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What Happens When the Amish Get Rich

The Amish are getting rich, and the investments are getting questionable
What Happens When the Amish Get Rich
Photograph by William Zbaren

Every Monday, before 8 a.m., the parking lot of the New Holland horse auction in Lancaster County, Pa., begins to fill with gray, box-like buggies. Soon, Amish men—the bearded married ones and cleanshaven singles—are standing in clumps discussing land prices while children, dressed like mini-adults in polyester breech-front trousers and black aprons, scoot back and forth chasing each other. Adolescent boys preview the horses; mothers jiggle babies and catch up in murmured Pennsylvania Dutch. If you are Amish, you go to the auction even if you’re not in the market for a horse. Occasionally, “English,” or non-Amish, people show up.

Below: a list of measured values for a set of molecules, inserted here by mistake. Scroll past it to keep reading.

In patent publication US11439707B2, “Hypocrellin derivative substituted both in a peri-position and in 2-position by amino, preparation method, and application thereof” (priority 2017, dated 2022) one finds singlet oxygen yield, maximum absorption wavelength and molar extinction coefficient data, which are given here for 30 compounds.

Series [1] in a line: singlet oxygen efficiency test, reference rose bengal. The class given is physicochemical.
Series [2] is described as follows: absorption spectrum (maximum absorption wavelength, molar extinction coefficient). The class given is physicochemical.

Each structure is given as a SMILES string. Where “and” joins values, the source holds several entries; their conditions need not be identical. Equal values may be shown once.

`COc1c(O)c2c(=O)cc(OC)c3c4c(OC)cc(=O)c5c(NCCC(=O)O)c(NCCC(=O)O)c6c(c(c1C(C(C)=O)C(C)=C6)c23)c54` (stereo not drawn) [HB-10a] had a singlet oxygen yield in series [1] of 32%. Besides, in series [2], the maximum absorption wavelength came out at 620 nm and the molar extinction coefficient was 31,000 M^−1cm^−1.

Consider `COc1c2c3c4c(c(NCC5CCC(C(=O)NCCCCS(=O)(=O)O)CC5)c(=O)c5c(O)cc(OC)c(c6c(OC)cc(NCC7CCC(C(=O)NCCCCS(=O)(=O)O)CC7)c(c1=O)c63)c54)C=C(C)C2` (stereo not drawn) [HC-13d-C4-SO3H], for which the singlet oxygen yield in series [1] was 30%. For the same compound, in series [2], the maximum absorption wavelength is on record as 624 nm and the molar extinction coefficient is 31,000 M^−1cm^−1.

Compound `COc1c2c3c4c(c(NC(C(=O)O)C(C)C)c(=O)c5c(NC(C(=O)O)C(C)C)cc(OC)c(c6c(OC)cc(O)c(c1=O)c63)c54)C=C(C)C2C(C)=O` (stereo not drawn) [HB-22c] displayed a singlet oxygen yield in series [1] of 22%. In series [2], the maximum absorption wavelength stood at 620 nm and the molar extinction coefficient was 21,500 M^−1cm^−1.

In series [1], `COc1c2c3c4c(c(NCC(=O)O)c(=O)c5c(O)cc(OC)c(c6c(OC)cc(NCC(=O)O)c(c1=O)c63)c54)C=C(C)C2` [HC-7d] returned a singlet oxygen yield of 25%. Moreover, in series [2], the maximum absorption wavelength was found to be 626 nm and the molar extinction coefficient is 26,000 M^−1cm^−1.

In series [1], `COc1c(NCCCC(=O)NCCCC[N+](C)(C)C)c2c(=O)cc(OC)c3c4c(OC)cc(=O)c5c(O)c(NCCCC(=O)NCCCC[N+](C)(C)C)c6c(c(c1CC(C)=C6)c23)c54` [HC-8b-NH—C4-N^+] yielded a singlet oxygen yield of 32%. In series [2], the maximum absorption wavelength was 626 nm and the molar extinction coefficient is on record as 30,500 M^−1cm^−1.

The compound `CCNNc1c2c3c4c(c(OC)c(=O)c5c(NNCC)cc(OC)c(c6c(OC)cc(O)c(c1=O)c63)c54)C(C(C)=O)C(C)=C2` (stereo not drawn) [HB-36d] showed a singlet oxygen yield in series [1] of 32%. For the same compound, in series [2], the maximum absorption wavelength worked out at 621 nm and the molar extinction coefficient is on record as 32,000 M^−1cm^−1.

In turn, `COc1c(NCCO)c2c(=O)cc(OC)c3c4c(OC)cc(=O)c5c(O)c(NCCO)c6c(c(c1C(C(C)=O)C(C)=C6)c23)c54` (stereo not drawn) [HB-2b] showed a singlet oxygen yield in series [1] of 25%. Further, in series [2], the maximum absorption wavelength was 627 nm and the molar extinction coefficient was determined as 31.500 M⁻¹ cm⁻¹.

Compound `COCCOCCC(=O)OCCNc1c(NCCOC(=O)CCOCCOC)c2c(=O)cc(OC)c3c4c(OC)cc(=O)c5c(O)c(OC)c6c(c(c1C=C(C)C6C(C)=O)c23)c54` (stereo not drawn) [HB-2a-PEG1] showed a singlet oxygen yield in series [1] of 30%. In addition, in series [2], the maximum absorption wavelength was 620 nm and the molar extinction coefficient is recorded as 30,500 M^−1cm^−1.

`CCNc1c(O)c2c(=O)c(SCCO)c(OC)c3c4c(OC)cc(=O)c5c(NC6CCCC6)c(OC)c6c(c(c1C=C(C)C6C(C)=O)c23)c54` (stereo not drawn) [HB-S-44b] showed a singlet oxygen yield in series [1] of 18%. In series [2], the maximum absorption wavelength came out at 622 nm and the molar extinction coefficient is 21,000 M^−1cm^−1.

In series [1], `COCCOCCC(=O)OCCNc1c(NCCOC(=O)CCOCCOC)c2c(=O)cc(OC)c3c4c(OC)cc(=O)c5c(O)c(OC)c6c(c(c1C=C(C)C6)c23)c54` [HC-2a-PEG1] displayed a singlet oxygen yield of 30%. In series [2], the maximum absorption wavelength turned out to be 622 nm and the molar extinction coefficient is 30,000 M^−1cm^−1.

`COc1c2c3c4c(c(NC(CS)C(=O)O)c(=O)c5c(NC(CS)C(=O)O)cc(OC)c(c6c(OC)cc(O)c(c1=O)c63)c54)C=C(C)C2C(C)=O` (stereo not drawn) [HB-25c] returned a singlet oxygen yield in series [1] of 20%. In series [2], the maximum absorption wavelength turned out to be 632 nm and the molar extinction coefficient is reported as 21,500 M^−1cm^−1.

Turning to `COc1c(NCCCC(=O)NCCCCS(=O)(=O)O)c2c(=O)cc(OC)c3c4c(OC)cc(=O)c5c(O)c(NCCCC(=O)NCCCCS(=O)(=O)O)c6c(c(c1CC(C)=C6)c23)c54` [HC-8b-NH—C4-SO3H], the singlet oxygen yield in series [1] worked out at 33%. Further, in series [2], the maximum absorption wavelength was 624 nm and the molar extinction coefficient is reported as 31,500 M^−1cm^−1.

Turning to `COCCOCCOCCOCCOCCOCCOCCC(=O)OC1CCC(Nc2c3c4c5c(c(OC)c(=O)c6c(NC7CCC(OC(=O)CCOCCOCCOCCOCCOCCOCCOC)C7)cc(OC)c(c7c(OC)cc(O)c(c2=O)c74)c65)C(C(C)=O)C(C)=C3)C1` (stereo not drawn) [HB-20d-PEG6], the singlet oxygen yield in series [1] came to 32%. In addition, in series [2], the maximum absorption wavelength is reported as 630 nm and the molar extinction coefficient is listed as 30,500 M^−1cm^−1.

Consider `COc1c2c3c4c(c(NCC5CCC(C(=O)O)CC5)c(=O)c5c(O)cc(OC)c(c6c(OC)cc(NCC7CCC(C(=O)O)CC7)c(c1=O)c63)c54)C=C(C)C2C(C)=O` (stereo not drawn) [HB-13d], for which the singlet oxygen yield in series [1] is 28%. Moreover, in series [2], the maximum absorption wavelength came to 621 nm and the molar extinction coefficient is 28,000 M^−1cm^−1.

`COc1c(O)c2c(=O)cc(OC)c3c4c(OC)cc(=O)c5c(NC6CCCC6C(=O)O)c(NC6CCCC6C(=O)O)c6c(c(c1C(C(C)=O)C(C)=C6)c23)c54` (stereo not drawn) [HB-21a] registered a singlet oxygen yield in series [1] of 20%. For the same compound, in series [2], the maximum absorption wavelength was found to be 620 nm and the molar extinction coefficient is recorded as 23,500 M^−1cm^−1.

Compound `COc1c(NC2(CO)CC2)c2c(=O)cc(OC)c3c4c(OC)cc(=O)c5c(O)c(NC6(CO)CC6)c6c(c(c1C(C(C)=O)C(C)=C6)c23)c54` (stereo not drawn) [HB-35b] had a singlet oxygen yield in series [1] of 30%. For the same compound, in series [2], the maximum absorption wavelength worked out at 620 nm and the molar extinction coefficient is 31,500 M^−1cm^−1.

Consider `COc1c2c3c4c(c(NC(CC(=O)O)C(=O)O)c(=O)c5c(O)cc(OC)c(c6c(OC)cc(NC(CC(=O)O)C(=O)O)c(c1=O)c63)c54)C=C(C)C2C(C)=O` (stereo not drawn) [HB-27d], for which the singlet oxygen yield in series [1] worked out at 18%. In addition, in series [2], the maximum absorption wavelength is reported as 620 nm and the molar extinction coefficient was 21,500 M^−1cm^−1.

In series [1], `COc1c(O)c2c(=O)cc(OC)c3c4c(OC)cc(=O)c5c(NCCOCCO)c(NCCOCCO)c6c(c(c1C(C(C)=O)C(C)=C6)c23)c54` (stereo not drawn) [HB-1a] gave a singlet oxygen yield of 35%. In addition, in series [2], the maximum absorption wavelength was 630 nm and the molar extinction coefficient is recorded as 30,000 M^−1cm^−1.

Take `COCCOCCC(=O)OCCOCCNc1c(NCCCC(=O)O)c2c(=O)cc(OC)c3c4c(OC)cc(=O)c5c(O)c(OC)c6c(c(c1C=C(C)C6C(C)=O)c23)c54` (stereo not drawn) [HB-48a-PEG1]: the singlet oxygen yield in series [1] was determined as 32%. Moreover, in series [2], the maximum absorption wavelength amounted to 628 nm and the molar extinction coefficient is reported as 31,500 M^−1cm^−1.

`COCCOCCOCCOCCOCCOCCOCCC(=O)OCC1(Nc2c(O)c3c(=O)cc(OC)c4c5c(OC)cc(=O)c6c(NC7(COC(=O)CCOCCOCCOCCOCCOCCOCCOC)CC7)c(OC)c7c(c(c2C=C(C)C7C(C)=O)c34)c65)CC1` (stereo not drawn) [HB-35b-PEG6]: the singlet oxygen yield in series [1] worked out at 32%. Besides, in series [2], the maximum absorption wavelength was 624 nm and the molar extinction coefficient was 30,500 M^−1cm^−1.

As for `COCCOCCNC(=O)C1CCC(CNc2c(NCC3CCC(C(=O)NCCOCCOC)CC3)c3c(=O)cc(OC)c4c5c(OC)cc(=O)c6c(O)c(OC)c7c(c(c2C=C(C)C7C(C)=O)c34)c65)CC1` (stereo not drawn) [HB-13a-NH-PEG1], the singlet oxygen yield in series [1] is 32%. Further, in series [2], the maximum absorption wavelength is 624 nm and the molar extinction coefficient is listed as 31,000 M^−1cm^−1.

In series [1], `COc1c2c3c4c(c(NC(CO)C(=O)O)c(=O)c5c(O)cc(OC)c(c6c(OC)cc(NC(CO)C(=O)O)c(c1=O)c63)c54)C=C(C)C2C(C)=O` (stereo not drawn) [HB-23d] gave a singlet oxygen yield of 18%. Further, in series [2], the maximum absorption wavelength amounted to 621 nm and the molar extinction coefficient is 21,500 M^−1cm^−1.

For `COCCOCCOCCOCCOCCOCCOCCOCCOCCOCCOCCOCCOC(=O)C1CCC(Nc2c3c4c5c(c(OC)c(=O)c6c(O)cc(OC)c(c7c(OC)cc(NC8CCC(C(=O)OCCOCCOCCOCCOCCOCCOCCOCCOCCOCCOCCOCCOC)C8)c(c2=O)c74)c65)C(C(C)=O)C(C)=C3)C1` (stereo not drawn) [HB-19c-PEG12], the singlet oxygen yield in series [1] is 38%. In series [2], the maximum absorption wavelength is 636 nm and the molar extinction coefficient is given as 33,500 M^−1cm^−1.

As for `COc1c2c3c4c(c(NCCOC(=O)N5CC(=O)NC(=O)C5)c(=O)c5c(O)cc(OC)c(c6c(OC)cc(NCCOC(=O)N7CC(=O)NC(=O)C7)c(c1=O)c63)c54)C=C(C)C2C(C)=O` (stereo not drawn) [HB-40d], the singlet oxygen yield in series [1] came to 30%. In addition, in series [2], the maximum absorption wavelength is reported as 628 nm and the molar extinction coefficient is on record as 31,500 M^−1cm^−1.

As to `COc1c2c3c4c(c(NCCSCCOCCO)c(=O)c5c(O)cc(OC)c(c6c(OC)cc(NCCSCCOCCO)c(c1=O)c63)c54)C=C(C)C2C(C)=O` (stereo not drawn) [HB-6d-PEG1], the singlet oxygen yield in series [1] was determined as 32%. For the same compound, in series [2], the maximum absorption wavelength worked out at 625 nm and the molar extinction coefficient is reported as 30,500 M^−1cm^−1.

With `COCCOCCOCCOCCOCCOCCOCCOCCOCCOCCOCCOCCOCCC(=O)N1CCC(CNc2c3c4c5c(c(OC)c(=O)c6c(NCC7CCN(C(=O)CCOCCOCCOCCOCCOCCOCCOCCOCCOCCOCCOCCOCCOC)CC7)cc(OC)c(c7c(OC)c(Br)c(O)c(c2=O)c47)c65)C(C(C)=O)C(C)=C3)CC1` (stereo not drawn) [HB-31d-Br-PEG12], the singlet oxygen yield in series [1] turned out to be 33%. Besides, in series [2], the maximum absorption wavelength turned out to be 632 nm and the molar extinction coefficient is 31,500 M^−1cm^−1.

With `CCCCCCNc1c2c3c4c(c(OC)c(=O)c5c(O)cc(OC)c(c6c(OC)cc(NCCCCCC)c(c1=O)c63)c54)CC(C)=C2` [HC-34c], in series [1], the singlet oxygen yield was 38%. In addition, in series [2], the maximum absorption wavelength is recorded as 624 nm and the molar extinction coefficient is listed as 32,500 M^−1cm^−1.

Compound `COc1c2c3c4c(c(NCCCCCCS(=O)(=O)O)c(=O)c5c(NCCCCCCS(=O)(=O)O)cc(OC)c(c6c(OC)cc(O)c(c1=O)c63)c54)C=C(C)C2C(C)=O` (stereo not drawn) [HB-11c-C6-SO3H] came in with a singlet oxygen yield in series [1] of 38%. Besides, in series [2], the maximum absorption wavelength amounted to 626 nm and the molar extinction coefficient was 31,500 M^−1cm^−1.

About five years ago an English businessman named Tim Moffitt began parking a cargo trailer at the auction. Moffitt, now 59, was known to many in Lancaster County as the former owner of Super Fruit, a produce business in nearby Chambersburg, which had employed Amish workers over the years. As he passed out free bags of fruit and jugs of orange juice from his trailer, Moffitt told visitors that he had sold Super Fruit for a considerable sum. Now he was looking to embark on his next great venture: a luxury mobile-home park outside Bushnell, Fla., about an hour north of Orlando.